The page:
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Department of Media Science

TAKEDA, Kazuya
Speech and Image Science Group
Dr. of Engineering
Research Field
Speech / Text and human behavior signal processing

Current Research

Informatics of Sound
(1) Spatial Audio Signal Processing
Spatial impression is one of the most important types of information in audio signals, and not only transmitting, but also generating 3D sound fields, has been a fundamental problem in the audio signal processing. The goal of our group's Selective Listening Point (SLP) audio system project is to realize an audio system that can generate a sound field at a given location using sounds captured through distant microphones. The current approach, i.e., combining the blind separation of acoustic signals under real conditions and controlling Head Related acoustic Transfer Functions (HRTFs), can generate natural directional sounds for anechoic space.
(2) Speech Signal Processing
As speech is the most natural way for humans to communicate, spoken language interfaces are considered to be the best modality for a wide range of information systems. Particularly, in a vehicular environment, where hands and/or eyes are not free for operating information devices, the use of speech recognition technology is indispensable. Since current speech recognition technology fully utilizes statistical approaches, such as hidden Markov Models of speech and the N-gram model of word sequences, the mismatch between training and testing conditions cause serious degradation of system performance. Therefore, noise reduction technology is a very important issue for speech recognition to succeed in real environments.
Our group is studying speech enhancement technologies based on the multiple-regression of spatially distributed microphones for in-car applications. We have found that the method is very effective for low SNRs, i.e. -10 dB, and highly non-stationary environments. By extending the statistical modeling of the noise contamination process, we also found an effective noise reduction method for moderate SNR conditions. These methods' effectiveness is confirmed through speech recognition experiments using the standard corpus. In addition to the signal processing aspect of speech processing, we are investigating language modeling, field tests of spoken dialogue systems, and discrimination of spoken and song speech.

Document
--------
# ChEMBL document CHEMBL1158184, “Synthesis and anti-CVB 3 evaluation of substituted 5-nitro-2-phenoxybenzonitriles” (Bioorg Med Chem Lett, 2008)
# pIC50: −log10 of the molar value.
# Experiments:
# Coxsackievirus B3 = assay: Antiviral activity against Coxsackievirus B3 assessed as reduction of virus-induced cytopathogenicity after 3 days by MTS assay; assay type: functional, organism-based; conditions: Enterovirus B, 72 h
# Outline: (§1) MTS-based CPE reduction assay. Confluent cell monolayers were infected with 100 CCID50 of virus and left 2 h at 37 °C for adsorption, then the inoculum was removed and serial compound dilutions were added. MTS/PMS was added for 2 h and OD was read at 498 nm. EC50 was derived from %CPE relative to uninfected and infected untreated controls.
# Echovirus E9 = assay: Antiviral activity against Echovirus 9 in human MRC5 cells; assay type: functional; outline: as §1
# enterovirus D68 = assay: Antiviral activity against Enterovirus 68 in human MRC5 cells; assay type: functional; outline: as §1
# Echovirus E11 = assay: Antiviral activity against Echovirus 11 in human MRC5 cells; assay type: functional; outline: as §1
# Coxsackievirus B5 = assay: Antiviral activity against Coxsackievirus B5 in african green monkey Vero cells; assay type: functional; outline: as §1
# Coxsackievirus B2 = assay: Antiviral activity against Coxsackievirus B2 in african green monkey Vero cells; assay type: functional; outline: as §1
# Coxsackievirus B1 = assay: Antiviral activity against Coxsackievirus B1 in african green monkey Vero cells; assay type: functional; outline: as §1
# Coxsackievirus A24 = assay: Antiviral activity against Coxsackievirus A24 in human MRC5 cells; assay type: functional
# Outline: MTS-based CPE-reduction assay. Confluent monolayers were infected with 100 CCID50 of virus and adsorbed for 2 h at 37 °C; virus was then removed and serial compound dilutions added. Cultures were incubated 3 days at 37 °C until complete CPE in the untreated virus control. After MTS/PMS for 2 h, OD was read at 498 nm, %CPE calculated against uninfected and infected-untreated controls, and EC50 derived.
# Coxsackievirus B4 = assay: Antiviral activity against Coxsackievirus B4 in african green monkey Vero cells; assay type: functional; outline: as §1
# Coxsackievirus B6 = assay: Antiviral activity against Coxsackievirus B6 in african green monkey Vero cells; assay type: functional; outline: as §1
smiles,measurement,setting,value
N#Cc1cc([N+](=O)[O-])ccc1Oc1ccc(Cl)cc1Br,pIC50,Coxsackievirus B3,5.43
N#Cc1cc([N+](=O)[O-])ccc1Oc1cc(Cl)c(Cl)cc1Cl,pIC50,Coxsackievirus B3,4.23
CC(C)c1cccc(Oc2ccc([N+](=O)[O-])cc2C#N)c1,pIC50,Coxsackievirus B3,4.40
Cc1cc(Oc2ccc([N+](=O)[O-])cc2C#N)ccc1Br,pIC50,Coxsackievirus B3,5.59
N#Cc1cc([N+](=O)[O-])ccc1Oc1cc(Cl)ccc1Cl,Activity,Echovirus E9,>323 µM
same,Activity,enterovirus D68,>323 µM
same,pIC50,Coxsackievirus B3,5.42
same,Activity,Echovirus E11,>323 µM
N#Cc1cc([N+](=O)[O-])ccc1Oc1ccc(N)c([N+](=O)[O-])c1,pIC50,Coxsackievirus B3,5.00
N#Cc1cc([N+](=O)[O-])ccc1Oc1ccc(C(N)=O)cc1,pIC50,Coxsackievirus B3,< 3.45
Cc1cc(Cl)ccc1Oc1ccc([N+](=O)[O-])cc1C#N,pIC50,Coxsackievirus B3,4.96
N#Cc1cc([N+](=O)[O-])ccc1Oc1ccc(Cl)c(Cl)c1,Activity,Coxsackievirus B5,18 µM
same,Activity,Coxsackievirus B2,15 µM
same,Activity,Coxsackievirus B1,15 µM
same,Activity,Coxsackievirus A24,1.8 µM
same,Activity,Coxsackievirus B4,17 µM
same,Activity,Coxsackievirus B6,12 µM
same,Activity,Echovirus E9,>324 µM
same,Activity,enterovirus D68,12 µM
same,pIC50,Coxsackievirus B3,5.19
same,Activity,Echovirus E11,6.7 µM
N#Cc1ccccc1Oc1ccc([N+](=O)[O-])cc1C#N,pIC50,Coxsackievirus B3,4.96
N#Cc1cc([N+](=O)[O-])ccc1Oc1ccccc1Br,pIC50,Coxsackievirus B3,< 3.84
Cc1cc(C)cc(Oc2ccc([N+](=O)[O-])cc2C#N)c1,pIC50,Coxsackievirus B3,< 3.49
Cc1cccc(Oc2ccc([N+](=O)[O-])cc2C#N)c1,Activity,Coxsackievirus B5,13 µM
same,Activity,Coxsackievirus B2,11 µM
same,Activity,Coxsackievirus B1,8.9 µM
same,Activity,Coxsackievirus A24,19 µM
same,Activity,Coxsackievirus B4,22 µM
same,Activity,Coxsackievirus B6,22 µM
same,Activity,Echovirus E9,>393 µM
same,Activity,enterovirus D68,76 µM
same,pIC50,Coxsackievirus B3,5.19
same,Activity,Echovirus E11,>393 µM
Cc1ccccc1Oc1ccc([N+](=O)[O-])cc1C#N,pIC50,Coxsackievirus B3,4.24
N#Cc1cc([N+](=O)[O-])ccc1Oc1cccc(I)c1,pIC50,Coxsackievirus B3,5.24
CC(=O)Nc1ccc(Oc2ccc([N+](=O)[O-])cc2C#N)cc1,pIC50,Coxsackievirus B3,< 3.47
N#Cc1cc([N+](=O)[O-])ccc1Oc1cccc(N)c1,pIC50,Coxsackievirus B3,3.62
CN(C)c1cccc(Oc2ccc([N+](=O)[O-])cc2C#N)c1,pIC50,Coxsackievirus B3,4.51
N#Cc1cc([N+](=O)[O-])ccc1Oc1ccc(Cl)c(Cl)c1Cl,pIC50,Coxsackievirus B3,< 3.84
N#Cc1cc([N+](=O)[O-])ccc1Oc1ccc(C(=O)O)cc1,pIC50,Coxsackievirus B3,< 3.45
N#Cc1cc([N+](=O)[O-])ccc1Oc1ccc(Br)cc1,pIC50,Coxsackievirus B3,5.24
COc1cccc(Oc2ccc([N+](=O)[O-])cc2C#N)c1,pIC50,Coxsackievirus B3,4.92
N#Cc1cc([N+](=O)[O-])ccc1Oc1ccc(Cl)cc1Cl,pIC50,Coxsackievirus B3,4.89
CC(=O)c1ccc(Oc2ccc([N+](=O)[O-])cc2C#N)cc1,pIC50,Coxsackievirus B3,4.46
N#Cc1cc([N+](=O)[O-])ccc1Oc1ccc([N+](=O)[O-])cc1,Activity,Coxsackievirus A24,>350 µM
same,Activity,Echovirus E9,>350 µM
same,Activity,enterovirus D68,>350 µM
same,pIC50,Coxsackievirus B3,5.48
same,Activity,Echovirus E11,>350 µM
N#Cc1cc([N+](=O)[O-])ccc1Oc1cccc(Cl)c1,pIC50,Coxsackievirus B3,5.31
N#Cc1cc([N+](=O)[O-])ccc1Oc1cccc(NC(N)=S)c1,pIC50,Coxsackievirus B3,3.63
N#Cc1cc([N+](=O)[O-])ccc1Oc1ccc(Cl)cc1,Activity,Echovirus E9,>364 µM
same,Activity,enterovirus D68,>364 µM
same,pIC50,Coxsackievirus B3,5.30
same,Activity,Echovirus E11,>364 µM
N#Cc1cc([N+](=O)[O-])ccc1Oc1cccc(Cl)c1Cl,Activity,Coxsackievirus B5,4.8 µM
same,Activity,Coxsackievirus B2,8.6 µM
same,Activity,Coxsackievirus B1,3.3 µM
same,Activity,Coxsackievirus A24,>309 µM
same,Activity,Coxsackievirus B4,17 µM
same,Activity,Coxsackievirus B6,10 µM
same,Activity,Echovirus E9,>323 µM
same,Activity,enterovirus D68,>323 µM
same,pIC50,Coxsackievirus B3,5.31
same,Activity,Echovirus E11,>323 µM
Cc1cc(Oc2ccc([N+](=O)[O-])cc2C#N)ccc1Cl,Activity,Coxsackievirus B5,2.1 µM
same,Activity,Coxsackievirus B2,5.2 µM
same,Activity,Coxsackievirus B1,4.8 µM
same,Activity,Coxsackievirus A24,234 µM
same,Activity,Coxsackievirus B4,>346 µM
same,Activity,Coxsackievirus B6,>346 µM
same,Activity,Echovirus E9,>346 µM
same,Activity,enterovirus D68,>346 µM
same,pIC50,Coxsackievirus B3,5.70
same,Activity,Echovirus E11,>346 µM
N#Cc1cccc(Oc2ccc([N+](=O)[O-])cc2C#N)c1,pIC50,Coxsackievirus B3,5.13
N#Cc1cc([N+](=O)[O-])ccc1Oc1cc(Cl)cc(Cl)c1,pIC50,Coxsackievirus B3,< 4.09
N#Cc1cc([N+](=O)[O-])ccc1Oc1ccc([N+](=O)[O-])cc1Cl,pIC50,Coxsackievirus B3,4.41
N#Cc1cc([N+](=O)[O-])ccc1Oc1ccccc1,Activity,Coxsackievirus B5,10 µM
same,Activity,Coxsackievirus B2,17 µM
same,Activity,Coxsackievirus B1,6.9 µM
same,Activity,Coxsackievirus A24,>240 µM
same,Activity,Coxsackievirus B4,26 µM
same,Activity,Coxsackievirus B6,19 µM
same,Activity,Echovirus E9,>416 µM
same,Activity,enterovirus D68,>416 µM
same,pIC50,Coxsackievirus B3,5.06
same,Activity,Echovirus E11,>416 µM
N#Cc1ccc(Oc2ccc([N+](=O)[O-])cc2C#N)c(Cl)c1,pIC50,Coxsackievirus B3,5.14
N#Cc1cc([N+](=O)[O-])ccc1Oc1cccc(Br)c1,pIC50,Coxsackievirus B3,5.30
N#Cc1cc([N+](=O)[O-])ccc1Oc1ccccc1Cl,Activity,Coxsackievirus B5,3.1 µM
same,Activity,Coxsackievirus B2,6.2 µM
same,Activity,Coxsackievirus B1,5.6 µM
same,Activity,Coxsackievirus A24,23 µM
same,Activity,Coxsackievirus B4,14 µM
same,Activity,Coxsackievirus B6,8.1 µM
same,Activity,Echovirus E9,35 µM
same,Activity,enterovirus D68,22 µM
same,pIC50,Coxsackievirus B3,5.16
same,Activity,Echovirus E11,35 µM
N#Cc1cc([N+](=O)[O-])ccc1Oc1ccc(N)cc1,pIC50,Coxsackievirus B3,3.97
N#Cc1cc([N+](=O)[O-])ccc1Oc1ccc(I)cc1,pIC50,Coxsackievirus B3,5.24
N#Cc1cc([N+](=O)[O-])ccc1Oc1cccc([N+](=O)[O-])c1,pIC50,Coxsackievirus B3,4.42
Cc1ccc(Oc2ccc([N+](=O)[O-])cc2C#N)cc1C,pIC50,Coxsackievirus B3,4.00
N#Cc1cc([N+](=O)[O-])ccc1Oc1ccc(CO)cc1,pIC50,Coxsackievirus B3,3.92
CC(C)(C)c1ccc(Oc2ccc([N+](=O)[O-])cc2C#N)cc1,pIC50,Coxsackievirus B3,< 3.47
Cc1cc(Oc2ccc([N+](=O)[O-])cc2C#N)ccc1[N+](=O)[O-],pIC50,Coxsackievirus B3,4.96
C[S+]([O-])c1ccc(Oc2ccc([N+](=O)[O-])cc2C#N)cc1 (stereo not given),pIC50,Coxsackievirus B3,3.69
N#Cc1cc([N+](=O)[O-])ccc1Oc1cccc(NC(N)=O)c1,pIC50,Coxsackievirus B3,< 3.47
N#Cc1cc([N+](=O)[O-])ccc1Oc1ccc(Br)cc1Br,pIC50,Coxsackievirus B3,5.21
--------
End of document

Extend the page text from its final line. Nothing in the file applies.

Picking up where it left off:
(3) Human Behavior Signal Processing
The recent progress in sensor and communication technologies is making possible long-term human sensing with wearable devices. Here, the target area of signal processing covers a broad range of human-observation signals, highlighting the growing importance of human-behavior signal processing (HBSP).
As a pioneer group in the field of HBSP, we have been working on modeling driving behaviors. We found that the statistical phase space of driving, i.e. a joint probability of the head distance from the preceding car and the speed of the car generally represents the driving characteristics, and noticed that drivers' individuality can be extracted through a Gaussian Mixture Model (GMM) of the phase space. It was also found that the cepstrum analysis is an effective method for deconvoluting the driving action into human dynamics and the command sequence. Showing that approximately 80% drivers can be correctly identified by a cepstrum feature with dynamic parameters, we confirmed the effectiveness of signal modeling of human behavior.
Currently, we are applying HBSP to the generation of driving behavior.
Figure : Informatics of sound

Figure : Informatics of sound


  • Kazuya Takeda received his B.E.E., M.E.E., and Doctor of Engineering degrees from Nagoya University in 1983, 1985, and 1994, respectively.
  • In 1986, he joined ATR.
  • In 1989, he moved to KDD R & D Laboratories and participated in a project to construct a voice-activated telephone extension system.
  • Since 1995, he has been working at Nagoya University.

Academic Societies

  • ASJ
  • IPSJ
  • IEEE


  1. Kazuya Takeda, Hakan Erdogan, John H. L. Hansen, Huseyin Abut (Eds.), In-Vehicle Corpus and Signal Processing for Driver Behavior, Springer-Verlag (2008)
  2. Lucas Malta, Chiyomi Miyajima, Kazuya Takeda, A Study of Driver Behavior Under Potential Threats in Vehicle Traffic, IEEE Trans. on ITS, vol.10, no.2, pp.201-210 (2009.6)
  3. Kenta Niwa, Takanori Nishino, Kazuya Takeda, Selective Listening Point Audio based on Blind Signal Separation and Stereophonic Technology, IEICE Trans. on Infomation and Systems, vol.E92-D, no.3, pp.469-476 (2009.3)